The advisory group will also advise agencies on decisions like land-use permits for fossil fuel projects and monitor their compliance with the environmental justice policies.

New York Renews, a statewide coalition of nearly 200 advocacy groups, pushed for the environmental justice bill to be passed alongside the CLCPA, and for the CLCPA itself to include environmental justice provisions. “Protecting vulnerable populations, communities of color, and low-income communities should be a priority for all climate solutions,” said Adrien Salazar, a campaign strategist at progressive think tank Demos and a 2019 Grist 50 Fixer. “Science has shown consistently that communities of color and low-income neighborhoods are most vulnerable to climate impacts and pollution. This is why equity and justice was written into the CLCPA.”

This isn’t the first time New York has attempted to address environmental injustice. In 1999, the state’s Department of Environmental Conservation received a federal grant from the EPA to develop a comprehensive environmental justice program, and eventually created an advisory group. Though the Department of Environmental Conservation officially adopted an environmental justice policy in 2003, it failed to follow through on most of the advisory group’s recommendations.

But the CLCPA and environmental justice bill are binding — they require the state to meet its emissions reduction targets and make good on its commitments to address environmental injustice and invest in vulnerable communities. But Salazar, whose organization is part of New York Renews, warned that if agencies fail to mobilize adequate resources and put significant plans into motion, New York could very well fail to reach the goals it sets for itself.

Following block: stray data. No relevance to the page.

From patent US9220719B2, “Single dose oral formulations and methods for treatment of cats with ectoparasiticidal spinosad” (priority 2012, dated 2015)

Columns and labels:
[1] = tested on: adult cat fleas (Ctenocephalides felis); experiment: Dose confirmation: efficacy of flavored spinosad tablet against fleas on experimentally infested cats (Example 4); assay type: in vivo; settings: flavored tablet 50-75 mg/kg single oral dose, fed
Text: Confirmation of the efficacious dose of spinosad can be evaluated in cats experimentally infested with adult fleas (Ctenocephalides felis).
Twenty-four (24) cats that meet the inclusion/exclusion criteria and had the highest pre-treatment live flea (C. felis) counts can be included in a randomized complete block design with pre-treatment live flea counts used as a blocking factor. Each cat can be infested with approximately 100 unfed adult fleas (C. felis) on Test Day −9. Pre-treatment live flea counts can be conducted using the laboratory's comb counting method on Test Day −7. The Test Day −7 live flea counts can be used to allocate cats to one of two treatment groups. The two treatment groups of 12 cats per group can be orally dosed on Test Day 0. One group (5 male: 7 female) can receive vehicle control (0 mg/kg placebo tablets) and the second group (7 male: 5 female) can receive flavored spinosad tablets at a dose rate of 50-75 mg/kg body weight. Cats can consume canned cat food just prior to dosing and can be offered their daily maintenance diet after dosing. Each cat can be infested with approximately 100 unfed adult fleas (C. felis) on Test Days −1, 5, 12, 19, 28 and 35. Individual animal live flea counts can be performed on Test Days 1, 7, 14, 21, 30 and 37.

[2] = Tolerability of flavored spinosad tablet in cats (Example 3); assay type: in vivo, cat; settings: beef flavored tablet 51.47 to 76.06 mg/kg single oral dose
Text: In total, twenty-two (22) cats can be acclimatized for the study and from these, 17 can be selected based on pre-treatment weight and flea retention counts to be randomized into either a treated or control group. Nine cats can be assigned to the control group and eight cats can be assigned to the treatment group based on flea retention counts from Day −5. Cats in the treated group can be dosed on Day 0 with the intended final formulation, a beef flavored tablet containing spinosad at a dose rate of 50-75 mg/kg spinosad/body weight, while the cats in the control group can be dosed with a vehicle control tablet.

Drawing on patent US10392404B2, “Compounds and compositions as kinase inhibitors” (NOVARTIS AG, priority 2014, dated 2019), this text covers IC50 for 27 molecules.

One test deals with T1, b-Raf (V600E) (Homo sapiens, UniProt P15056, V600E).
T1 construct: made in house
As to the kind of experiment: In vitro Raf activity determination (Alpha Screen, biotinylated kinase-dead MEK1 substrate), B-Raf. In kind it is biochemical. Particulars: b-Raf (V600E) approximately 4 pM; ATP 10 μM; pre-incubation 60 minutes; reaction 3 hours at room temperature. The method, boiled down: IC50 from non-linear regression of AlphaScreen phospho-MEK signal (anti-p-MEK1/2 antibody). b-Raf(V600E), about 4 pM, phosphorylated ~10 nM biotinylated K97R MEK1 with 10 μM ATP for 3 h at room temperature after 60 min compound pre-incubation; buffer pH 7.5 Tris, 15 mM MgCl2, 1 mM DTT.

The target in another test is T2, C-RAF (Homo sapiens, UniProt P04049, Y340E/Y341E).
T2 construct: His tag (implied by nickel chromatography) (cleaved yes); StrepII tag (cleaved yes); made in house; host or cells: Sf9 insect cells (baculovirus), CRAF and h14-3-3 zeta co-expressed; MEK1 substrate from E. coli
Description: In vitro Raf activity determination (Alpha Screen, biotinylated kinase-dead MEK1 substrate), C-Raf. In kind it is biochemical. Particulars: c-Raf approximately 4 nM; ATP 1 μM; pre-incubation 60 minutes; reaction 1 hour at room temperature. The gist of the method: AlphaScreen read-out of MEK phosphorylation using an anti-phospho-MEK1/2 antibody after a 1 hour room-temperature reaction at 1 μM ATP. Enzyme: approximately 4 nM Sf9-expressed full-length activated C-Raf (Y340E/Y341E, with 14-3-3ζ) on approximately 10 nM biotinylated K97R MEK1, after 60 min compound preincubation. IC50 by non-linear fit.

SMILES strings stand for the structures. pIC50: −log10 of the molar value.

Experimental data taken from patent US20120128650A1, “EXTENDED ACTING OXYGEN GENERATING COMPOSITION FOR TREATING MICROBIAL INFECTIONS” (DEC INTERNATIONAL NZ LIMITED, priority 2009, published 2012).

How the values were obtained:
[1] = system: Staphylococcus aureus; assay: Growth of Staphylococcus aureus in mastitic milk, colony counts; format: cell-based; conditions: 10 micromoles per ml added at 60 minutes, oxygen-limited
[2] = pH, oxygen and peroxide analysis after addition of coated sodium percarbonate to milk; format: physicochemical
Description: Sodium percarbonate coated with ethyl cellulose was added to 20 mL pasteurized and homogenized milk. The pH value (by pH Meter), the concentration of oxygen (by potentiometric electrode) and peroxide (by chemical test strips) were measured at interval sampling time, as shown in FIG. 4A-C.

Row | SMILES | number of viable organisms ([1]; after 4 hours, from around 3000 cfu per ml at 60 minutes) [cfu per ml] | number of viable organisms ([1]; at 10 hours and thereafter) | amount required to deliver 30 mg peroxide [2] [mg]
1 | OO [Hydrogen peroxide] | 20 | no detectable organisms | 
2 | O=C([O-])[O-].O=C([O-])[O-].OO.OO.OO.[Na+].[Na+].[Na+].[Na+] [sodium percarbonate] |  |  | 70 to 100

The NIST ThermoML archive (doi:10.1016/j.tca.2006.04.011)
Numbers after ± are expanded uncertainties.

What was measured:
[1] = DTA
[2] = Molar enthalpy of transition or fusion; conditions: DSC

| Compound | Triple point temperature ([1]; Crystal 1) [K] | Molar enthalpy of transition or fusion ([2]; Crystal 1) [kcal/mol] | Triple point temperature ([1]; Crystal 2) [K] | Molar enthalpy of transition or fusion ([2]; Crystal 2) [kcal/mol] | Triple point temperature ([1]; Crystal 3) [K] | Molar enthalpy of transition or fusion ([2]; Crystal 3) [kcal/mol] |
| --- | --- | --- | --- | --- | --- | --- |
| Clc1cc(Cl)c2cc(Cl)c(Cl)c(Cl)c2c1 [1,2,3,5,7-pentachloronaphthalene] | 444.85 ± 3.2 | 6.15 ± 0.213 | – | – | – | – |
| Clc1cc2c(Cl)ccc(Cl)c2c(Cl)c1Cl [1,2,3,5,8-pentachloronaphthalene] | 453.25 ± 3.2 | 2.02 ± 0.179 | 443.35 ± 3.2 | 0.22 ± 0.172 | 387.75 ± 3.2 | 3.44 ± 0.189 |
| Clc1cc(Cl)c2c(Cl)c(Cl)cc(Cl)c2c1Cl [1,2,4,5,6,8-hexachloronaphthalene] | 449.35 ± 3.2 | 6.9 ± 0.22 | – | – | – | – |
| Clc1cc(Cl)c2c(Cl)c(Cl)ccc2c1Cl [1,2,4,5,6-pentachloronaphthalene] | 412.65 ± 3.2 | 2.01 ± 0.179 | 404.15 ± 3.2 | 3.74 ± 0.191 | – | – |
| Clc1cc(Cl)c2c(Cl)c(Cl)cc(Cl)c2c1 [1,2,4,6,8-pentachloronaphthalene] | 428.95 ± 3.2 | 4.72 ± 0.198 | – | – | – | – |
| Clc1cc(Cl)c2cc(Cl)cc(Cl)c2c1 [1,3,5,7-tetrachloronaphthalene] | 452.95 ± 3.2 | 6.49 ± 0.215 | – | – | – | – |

“This will take every agency setting up programs and policies to meet the state’s goals, directing resources accordingly, and beginning to enact those plans starting now,” he said. “The state has to demonstrate how important it is to not just pass bold climate policy but to get the implementation right.”


New York’s ambitious climate and environmental justice laws are in effect. Here’s what’s next.

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Earth911 Podcast, Sept. 23, 2019: CBD Sustainability, Solar Installation Contracts, & Indoor Vertical Gardens

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Following the rapid rise of CBD-based products, Earth911 looks at the environmental footprint of the non-psychoactive product of hemp and cannabis plants. We also walk you through the steps to a successful home solar installation contract and explore the opportunity to green your interior with vertical gardens. Join Evelyn Fielding-Lopez, Sarah Lozanova, and Mitch Ratcliffe for this week’s sustainable living and recycling discussion.

Products containing CBD are promoted as cures of pain, anxiety, and animal health, but is the production of CBD sustainable? We explore how CBD is grown and packaged to discover if your cannabis-based skin regime or sleep aide is good for the planet. Most CBD comes from industrial hemp farms, which use the spent plant material to make textiles and rope, among various other uses for this ancient plant. We also answer a related Earthling Question about how to determine the quality and dosage of CBD products.

If you are planning to install solar panels before the next annual reduction in government subsidies, check out Sarah’s guide to finding the right contractor and negotiating a good deal.